Looking for the perfect holiday dress? Today, I have another alteration on the 5 and 10 Designs Volume One Dresses eBook, with sleeves. Sometimes all you need is a great bodice pattern to get you going, and you can then put your own spin on the perfectly fitting pattern block. With an overlapping bodice and collar alteration, you will love the way this dress fits. Perfect for the holiday gatherings and Christmas card photos!
Overlapping Collar Dress DIY.
WHAT YOU NEED:
- Main Fabric
- Contrasting Fabric or premade bias tape
The first thing to do is to cut out your size. Then, place it on a piece of paper and trace it out so that you have a full pattern piece from armpit to armpit as seen below.
Next, measure 2.5 inches from the center and draw a line through your bodice piece.
For the other side, you want to trace again and add .5 inches.
Next, we’re going to draft the collar. Trace the collar the mirror image as you did with the bodice. It won’t go all the way around, but I’ll address that in the next step.
Now, take your bodice and use it to trace out the missing part of the collar. I folded over the extra .5 inch on smaller bodice and taped it flush to the original pattern piece to get the neckline. You don’t have to, you can flip your bodice piece and it will be fine. It doesn’t have to be exact.
Next, use a straight edge to find the center front of your collar. I used the line I’d traced from the fold line of the collar to line up my ruler.
Now, use your wider bodice piece to find mark the new collar will end. Use the center mark to line up along the old center as seen above. Mark at the edge where the bodice piece ends.
Next, trace the old collar, moving it around the circle to get a uniform shape.
Measure .5 inches from the edge of your wide pattern piece. Fold this piece along this line and trim the part that is poking up.
Cut out your 3 new pattern pieces.
- Cut out two of each Front piece (exterior and lining)
- Cut out two Back piece (exterior and lining)
- Cut 2 sleeves.
Start sewing. Sew your pieces together along the shoulders.
Place your collar pieces right sides together placing bias tape in contrasting color in between, lining up your raw edges. My bias tape is 1 inch wide, you can make your bias tape as thick / thin as you would like. Sew along the outside edge of your collar, clip seams, turn and press (You will leave the edge that connects to the neckline unsewn).
Sandwich your new collar in between your inner and outer bodice. Sew along the outside edge and the neckline. Turn and press.
Your piping may get in the way at the edge of your collar, so keep checking that it isn’t caught in your seam. I didn’t mind on the inside, but I made sure to fold it out of the way on the top.
Using the same bias binding as you used for the collar, cut two strips a little wider than your sleeve cuff. Pin the raw edge of this bias tape to the raw edge of your cuff as shown above. Pin to the wrong side of your fabric. Sew them together.
Next, iron your seam, turning your raw edges toward the top of the sleeve.
Turn this seam one more time and iron again. This will encase your raw edges inside. You will have a band of fabric showing below your piping. This will be the wrong side of your fabric. My fabric didn’t have a noticeable wrong side, so it’s not very apparent.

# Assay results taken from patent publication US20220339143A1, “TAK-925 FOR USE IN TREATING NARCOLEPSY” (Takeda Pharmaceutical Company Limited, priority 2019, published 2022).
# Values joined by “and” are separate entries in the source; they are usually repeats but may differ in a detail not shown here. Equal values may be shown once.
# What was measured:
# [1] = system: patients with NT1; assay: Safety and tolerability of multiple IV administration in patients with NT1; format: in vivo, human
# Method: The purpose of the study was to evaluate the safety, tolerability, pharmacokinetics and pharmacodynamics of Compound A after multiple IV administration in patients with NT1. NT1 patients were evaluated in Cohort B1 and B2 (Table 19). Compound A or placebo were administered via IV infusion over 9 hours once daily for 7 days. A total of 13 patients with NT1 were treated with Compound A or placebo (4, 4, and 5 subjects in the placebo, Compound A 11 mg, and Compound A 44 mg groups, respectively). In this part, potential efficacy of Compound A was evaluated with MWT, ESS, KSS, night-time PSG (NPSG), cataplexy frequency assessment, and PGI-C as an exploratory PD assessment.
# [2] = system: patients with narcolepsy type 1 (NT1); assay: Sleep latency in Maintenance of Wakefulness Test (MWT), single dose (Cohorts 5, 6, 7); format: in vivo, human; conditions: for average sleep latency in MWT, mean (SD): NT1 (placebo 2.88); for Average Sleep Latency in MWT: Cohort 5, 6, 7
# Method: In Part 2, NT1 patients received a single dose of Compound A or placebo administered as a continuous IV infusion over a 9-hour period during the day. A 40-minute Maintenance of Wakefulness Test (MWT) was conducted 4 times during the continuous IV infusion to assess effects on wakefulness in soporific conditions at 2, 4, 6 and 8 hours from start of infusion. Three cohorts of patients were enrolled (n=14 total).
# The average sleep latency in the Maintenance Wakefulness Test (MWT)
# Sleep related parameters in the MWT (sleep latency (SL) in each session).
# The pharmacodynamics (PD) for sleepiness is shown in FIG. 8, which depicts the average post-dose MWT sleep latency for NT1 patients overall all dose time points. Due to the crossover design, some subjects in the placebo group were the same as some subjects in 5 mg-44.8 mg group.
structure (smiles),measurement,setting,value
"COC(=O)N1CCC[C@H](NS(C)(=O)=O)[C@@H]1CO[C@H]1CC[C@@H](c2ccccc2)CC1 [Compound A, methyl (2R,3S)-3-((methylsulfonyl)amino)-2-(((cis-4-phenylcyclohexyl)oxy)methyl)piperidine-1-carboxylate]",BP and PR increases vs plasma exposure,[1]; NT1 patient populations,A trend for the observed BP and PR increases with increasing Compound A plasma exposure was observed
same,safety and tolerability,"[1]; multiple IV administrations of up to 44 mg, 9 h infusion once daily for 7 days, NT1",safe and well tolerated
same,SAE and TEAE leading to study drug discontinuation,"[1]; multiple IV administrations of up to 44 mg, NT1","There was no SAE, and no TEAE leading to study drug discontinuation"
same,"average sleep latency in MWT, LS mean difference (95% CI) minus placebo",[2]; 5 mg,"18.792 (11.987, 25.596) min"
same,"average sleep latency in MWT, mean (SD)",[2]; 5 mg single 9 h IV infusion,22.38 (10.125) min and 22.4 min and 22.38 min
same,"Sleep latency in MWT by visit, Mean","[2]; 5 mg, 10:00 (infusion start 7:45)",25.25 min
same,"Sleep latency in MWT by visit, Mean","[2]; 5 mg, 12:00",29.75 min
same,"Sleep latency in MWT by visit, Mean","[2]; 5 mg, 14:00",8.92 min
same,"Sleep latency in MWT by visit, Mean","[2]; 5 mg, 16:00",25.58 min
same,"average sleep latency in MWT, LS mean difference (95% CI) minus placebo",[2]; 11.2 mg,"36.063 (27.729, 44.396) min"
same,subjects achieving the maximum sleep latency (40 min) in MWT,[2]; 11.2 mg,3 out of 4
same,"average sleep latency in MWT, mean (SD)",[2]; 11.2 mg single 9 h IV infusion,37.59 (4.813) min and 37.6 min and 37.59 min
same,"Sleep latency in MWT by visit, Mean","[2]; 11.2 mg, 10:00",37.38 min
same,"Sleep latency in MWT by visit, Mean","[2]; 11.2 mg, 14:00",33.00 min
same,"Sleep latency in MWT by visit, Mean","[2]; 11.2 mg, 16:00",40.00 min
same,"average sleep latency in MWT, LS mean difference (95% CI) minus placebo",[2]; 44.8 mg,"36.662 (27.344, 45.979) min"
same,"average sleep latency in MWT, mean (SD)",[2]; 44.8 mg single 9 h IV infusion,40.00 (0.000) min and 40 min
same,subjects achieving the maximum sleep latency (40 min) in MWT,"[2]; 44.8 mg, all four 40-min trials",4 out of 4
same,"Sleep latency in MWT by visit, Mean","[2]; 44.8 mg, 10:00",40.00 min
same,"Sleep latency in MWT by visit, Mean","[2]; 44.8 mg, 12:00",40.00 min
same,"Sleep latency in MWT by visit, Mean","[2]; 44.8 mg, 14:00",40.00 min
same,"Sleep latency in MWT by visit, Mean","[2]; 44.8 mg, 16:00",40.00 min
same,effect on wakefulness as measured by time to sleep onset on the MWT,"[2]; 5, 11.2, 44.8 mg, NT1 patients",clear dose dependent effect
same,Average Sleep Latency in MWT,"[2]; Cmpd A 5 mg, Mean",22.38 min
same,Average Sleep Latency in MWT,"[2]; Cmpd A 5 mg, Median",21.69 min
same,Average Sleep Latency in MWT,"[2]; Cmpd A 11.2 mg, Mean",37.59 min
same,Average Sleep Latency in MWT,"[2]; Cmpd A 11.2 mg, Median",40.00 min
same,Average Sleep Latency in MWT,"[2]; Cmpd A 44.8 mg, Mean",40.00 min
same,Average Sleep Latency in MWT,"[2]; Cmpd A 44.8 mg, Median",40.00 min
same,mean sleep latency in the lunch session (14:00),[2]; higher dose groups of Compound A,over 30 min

Stitch in the ditch from the front side of sleeve.
Sew your sleeves to your bodice and then sew your side seams closed by stitching from the sleeve cuff straight down the side to the bottom of the bodice. Finish your seams. Add your button holes to the front of the bodice.
For my skirt, I cut a piece the width of my fabric. You’ll have to measure your child and the bodice to determine how long your skirt should be. Sew your short edges together to make a tube.
To make the box pleat, fold your panel in half(selvedge to selvedge) to find the center. Mark this with chalk and press (You don’t have to press the whole length of the skirt, about 2 or so inches is fine). Measure 1.25 inches from the fold. Using your ruler, mark a line 2 inches long. Sew along this line, back tacking at both ends. Press this flat by matching the center of fold to the seam line.
Measure 1.5 inches from the previous seam line. Fold along this mark and press, right sides together. Measure 1 inch from the fold, mark and sew as in the previous step. Press this pleat away from the center. Repeat on the other side.
Here is what my pleats look like from the back side. The finger is pointing to the center box pleat.
The next set of pleats is made the same way, but I measured 2 inches, instead of 1.25.
Baste bias binding to your bodice, matching the raw edges.
Start attaching your skirt to the bodice making sure your box pleat is in the center. Pin the front of the skirt to the front of the bodice until you reach the sides of the bodice. Pin the center back of your skirt to the center back of your bodice. Make small evenly space pleats (mine are about .5 inches) to take up the rest of the space in the back until your skirt is the same width as your bodice. How much extra you have depends on how wide your skirt was and how big your bodice was. Smaller dresses will have more pleats and larger dresses will have fewer pleats.
Sew your skirt on and iron your seam up toward the neckline. Topstitch along the bodice to keep it all in place (this may be very bulky so you can skip this step if your machine can’t handle it. Hand sew a bow to the right side of the closure on the bodice. I used my bias binding to make a matching one.
Instead of hemming, I used 2 inch bias tape to finish my skirt. Sew on your buttons and a snap under the collar and you have a pretty new dress!